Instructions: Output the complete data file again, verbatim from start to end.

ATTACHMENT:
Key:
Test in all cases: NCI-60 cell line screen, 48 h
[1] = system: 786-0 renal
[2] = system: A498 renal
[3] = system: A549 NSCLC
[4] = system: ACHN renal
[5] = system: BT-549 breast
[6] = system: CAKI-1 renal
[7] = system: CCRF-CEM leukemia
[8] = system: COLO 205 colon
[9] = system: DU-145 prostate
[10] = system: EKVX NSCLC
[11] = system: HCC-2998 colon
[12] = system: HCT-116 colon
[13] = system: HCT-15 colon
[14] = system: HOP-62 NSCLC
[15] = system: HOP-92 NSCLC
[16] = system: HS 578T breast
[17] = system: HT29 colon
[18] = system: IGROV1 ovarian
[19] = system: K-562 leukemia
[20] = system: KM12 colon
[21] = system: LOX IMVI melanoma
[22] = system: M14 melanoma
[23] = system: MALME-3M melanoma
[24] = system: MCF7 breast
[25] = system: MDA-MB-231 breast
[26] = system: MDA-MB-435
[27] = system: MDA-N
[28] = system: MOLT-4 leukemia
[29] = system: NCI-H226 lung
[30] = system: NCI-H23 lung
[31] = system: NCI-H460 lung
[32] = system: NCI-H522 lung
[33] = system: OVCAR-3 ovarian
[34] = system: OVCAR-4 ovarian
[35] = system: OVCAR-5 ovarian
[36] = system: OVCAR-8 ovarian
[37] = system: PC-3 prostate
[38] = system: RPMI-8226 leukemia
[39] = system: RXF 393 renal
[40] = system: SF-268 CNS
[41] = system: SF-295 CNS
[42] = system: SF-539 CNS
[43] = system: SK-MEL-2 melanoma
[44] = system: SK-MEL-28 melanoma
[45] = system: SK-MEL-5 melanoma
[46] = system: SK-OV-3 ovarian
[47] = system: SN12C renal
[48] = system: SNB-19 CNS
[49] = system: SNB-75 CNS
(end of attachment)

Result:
Key:
Test in all cases: NCI-60 cell line screen, 48 h
[1] = system: 786-0 renal
[2] = system: A498 renal
[3] = system: A549 NSCLC
[4] = system: ACHN renal
[5] = system: BT-549 breast
[6] = system: CAKI-1 renal
[7] = system: CCRF-CEM leukemia
[8] = system: COLO 205 colon
[9] = system: DU-145 prostate
[10] = system: EKVX NSCLC
[11] = system: HCC-2998 colon
[12] = system: HCT-116 colon
[13] = system: HCT-15 colon
[14] = system: HOP-62 NSCLC
[15] = system: HOP-92 NSCLC
[16] = system: HS 578T breast
[17] = system: HT29 colon
[18] = system: IGROV1 ovarian
[19] = system: K-562 leukemia
[20] = system: KM12 colon
[21] = system: LOX IMVI melanoma
[22] = system: M14 melanoma
[23] = system: MALME-3M melanoma
[24] = system: MCF7 breast
[25] = system: MDA-MB-231 breast
[26] = system: MDA-MB-435
[27] = system: MDA-N
[28] = system: MOLT-4 leukemia
[29] = system: NCI-H226 lung
[30] = system: NCI-H23 lung
[31] = system: NCI-H460 lung
[32] = system: NCI-H522 lung
[33] = system: OVCAR-3 ovarian
[34] = system: OVCAR-4 ovarian
[35] = system: OVCAR-5 ovarian
[36] = system: OVCAR-8 ovarian
[37] = system: PC-3 prostate
[38] = system: RPMI-8226 leukemia
[39] = system: RXF 393 renal
[40] = system: SF-268 CNS
[41] = system: SF-295 CNS
[42] = system: SF-539 CNS
[43] = system: SK-MEL-2 melanoma
[44] = system: SK-MEL-28 melanoma
[45] = system: SK-MEL-5 melanoma
[46] = system: SK-OV-3 ovarian
[47] = system: SN12C renal
[48] = system: SNB-19 CNS
[49] = system: SNB-75 CNS